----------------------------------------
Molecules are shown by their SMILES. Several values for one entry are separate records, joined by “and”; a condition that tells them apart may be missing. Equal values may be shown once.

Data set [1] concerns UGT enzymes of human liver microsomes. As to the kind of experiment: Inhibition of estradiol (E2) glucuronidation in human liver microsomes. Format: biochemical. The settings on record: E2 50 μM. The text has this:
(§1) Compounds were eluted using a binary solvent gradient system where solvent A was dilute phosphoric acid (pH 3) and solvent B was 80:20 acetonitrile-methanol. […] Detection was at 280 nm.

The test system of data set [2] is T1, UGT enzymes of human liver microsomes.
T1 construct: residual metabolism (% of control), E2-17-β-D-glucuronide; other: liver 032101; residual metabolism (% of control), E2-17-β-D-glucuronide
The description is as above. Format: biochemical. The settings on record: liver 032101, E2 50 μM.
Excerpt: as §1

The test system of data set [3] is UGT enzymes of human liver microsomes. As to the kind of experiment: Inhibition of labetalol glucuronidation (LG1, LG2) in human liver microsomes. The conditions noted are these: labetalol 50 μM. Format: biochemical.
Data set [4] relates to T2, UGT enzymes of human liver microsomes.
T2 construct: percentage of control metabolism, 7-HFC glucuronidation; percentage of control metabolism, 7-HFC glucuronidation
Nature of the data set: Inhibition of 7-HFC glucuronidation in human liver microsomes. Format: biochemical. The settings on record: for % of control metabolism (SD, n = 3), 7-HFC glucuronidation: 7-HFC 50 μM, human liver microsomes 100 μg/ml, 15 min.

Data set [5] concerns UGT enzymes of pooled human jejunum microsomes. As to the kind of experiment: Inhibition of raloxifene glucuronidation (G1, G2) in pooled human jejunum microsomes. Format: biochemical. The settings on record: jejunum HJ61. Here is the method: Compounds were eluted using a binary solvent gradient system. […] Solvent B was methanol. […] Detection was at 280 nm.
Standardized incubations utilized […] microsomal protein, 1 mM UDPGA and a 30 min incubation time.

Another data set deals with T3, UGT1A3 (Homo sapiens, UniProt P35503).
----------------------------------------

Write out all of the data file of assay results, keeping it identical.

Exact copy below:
Molecules are shown by their SMILES. Several values for one entry are separate records, joined by “and”; a condition that tells them apart may be missing. Equal values may be shown once.

Data set [1] concerns UGT enzymes of human liver microsomes. As to the kind of experiment: Inhibition of estradiol (E2) glucuronidation in human liver microsomes. Format: biochemical. The settings on record: E2 50 μM. The text has this:
(§1) Compounds were eluted using a binary solvent gradient system where solvent A was dilute phosphoric acid (pH 3) and solvent B was 80:20 acetonitrile-methanol. […] Detection was at 280 nm.

The test system of data set [2] is T1, UGT enzymes of human liver microsomes.
T1 construct: residual metabolism (% of control), E2-17-β-D-glucuronide; other: liver 032101; residual metabolism (% of control), E2-17-β-D-glucuronide
The description is as above. Format: biochemical. The settings on record: liver 032101, E2 50 μM.
Excerpt: as §1

The test system of data set [3] is UGT enzymes of human liver microsomes. As to the kind of experiment: Inhibition of labetalol glucuronidation (LG1, LG2) in human liver microsomes. The conditions noted are these: labetalol 50 μM. Format: biochemical.
Data set [4] relates to T2, UGT enzymes of human liver microsomes.
T2 construct: percentage of control metabolism, 7-HFC glucuronidation; percentage of control metabolism, 7-HFC glucuronidation
Nature of the data set: Inhibition of 7-HFC glucuronidation in human liver microsomes. Format: biochemical. The settings on record: for % of control metabolism (SD, n = 3), 7-HFC glucuronidation: 7-HFC 50 μM, human liver microsomes 100 μg/ml, 15 min.

Data set [5] concerns UGT enzymes of pooled human jejunum microsomes. As to the kind of experiment: Inhibition of raloxifene glucuronidation (G1, G2) in pooled human jejunum microsomes. Format: biochemical. The settings on record: jejunum HJ61. Here is the method: Compounds were eluted using a binary solvent gradient system. […] Solvent B was methanol. […] Detection was at 280 nm.
Standardized incubations utilized […] microsomal protein, 1 mM UDPGA and a 30 min incubation time.

Another data set deals with T3, UGT1A3 (Homo sapiens, UniProt P35503).